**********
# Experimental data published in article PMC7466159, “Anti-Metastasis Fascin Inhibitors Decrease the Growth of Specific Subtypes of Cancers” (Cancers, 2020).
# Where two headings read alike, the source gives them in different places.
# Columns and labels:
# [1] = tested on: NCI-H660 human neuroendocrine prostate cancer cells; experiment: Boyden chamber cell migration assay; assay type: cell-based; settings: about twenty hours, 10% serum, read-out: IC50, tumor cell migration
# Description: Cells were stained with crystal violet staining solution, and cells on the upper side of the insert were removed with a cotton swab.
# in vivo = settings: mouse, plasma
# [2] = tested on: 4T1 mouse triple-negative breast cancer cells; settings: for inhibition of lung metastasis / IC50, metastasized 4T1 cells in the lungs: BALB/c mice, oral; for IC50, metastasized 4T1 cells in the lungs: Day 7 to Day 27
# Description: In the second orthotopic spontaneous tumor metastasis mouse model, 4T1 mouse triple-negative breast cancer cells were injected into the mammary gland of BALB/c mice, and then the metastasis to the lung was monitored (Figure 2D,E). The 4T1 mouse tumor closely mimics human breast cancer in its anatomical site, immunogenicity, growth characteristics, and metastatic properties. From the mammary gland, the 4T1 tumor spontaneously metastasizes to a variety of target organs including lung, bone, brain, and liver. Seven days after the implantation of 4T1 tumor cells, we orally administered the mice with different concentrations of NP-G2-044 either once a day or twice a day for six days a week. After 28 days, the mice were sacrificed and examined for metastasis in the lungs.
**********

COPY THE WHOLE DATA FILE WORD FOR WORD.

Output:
# Experimental data published in article PMC7466159, “Anti-Metastasis Fascin Inhibitors Decrease the Growth of Specific Subtypes of Cancers” (Cancers, 2020).
# Where two headings read alike, the source gives them in different places.
# Columns and labels:
# [1] = tested on: NCI-H660 human neuroendocrine prostate cancer cells; experiment: Boyden chamber cell migration assay; assay type: cell-based; settings: about twenty hours, 10% serum, read-out: IC50, tumor cell migration
# Description: Cells were stained with crystal violet staining solution, and cells on the upper side of the insert were removed with a cotton swab.
# in vivo = settings: mouse, plasma
# [2] = tested on: 4T1 mouse triple-negative breast cancer cells; settings: for inhibition of lung metastasis / IC50, metastasized 4T1 cells in the lungs: BALB/c mice, oral; for IC50, metastasized 4T1 cells in the lungs: Day 7 to Day 27
# Description: In the second orthotopic spontaneous tumor metastasis mouse model, 4T1 mouse triple-negative breast cancer cells were injected into the mammary gland of BALB/c mice, and then the metastasis to the lung was monitored (Figure 2D,E). The 4T1 mouse tumor closely mimics human breast cancer in its anatomical site, immunogenicity, growth characteristics, and metastatic properties. From the mammary gland, the 4T1 tumor spontaneously metastasizes to a variety of target organs including lung, bone, brain, and liver. Seven days after the implantation of 4T1 tumor cells, we orally administered the mice with different concentrations of NP-G2-044 either once a day or twice a day for six days a week. After 28 days, the mice were sacrificed and examined for metastasis in the lungs.